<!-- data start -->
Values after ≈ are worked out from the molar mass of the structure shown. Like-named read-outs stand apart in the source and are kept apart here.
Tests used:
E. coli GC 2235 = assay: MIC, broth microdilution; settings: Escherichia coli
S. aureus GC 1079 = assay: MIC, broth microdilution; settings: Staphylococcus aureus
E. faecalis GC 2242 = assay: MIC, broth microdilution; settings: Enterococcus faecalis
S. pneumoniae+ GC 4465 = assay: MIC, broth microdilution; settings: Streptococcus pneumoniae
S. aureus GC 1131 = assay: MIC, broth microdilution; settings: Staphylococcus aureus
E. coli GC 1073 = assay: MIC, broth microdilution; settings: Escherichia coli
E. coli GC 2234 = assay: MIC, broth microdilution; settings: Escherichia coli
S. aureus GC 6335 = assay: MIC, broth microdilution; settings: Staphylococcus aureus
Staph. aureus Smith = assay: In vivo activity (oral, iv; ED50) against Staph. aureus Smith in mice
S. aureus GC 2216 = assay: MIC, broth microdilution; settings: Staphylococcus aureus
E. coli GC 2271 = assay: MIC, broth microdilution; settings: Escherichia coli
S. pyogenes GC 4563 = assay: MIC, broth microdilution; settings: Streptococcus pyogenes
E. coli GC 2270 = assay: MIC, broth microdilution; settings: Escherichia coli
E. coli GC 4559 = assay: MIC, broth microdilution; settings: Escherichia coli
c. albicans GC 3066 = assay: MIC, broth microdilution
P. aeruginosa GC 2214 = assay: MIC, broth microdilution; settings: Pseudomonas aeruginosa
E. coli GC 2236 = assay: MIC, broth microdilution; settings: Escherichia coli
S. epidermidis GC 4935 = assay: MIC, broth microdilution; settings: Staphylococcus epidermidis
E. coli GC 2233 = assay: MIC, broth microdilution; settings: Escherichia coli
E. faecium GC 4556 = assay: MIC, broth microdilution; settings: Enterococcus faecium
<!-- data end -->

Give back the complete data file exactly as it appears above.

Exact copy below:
Values after ≈ are worked out from the molar mass of the structure shown. Like-named read-outs stand apart in the source and are kept apart here.
Tests used:
E. coli GC 2235 = assay: MIC, broth microdilution; settings: Escherichia coli
S. aureus GC 1079 = assay: MIC, broth microdilution; settings: Staphylococcus aureus
E. faecalis GC 2242 = assay: MIC, broth microdilution; settings: Enterococcus faecalis
S. pneumoniae+ GC 4465 = assay: MIC, broth microdilution; settings: Streptococcus pneumoniae
S. aureus GC 1131 = assay: MIC, broth microdilution; settings: Staphylococcus aureus
E. coli GC 1073 = assay: MIC, broth microdilution; settings: Escherichia coli
E. coli GC 2234 = assay: MIC, broth microdilution; settings: Escherichia coli
S. aureus GC 6335 = assay: MIC, broth microdilution; settings: Staphylococcus aureus
Staph. aureus Smith = assay: In vivo activity (oral, iv; ED50) against Staph. aureus Smith in mice
S. aureus GC 2216 = assay: MIC, broth microdilution; settings: Staphylococcus aureus
E. coli GC 2271 = assay: MIC, broth microdilution; settings: Escherichia coli
S. pyogenes GC 4563 = assay: MIC, broth microdilution; settings: Streptococcus pyogenes
E. coli GC 2270 = assay: MIC, broth microdilution; settings: Escherichia coli
E. coli GC 4559 = assay: MIC, broth microdilution; settings: Escherichia coli
c. albicans GC 3066 = assay: MIC, broth microdilution
P. aeruginosa GC 2214 = assay: MIC, broth microdilution; settings: Pseudomonas aeruginosa
E. coli GC 2236 = assay: MIC, broth microdilution; settings: Escherichia coli
S. epidermidis GC 4935 = assay: MIC, broth microdilution; settings: Staphylococcus epidermidis
E. coli GC 2233 = assay: MIC, broth microdilution; settings: Escherichia coli
E. faecium GC 4556 = assay: MIC, broth microdilution; settings: Enterococcus faecium